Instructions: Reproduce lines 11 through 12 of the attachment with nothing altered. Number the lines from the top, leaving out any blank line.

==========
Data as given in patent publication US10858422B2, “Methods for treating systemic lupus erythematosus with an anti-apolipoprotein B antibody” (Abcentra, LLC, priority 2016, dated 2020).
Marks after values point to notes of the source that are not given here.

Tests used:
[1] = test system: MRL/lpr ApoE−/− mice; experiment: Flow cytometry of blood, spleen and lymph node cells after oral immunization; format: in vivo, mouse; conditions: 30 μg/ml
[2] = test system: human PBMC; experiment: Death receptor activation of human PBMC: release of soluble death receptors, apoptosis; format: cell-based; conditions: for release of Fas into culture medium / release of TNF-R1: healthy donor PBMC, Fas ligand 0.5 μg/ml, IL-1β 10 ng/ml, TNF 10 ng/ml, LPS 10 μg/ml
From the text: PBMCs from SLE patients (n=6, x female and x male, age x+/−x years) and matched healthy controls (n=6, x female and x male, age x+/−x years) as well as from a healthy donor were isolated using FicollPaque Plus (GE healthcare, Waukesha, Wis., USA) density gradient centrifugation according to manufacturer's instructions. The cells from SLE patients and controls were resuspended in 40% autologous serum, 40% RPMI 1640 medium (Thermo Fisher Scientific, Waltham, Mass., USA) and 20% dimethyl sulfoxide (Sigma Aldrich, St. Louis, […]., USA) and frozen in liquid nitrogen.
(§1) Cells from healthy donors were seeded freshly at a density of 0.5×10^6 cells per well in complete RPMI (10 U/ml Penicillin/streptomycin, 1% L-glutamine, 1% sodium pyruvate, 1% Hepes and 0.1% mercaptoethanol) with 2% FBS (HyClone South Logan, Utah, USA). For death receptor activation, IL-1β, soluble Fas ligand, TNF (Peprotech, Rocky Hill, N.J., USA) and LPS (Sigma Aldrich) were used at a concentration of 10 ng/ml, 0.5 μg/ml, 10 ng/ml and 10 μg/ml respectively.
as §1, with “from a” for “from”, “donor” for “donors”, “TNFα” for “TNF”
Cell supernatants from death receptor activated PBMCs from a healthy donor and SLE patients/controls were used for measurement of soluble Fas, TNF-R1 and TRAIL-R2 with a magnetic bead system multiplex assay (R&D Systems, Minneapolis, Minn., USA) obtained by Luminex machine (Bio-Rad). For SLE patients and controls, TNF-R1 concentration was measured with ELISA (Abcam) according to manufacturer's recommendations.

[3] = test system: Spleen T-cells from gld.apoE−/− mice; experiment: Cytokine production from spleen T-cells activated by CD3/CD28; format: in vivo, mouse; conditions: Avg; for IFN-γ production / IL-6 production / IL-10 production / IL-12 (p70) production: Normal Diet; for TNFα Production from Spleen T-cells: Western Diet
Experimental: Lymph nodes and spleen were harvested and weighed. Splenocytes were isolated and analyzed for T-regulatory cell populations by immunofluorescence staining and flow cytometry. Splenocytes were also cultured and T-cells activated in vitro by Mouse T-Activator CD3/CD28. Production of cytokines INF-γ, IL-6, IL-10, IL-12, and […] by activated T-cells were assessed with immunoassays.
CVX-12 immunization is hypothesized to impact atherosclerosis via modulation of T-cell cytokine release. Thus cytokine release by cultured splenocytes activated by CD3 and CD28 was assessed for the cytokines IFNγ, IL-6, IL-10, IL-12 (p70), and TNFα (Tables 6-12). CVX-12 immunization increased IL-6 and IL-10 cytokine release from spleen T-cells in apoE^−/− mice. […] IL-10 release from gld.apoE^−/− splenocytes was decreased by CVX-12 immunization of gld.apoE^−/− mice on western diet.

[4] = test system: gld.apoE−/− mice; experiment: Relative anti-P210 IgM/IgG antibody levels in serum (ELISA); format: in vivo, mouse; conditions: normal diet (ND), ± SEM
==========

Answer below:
Experimental: Lymph nodes and spleen were harvested and weighed. Splenocytes were isolated and analyzed for T-regulatory cell populations by immunofluorescence staining and flow cytometry. Splenocytes were also cultured and T-cells activated in vitro by Mouse T-Activator CD3/CD28. Production of cytokines INF-γ, IL-6, IL-10, IL-12, and […] by activated T-cells were assessed with immunoassays.
CVX-12 immunization is hypothesized to impact atherosclerosis via modulation of T-cell cytokine release. Thus cytokine release by cultured splenocytes activated by CD3 and CD28 was assessed for the cytokines IFNγ, IL-6, IL-10, IL-12 (p70), and TNFα (Tables 6-12). CVX-12 immunization increased IL-6 and IL-10 cytokine release from spleen T-cells in apoE^−/− mice. […] IL-10 release from gld.apoE^−/− splenocytes was decreased by CVX-12 immunization of gld.apoE^−/− mice on western diet.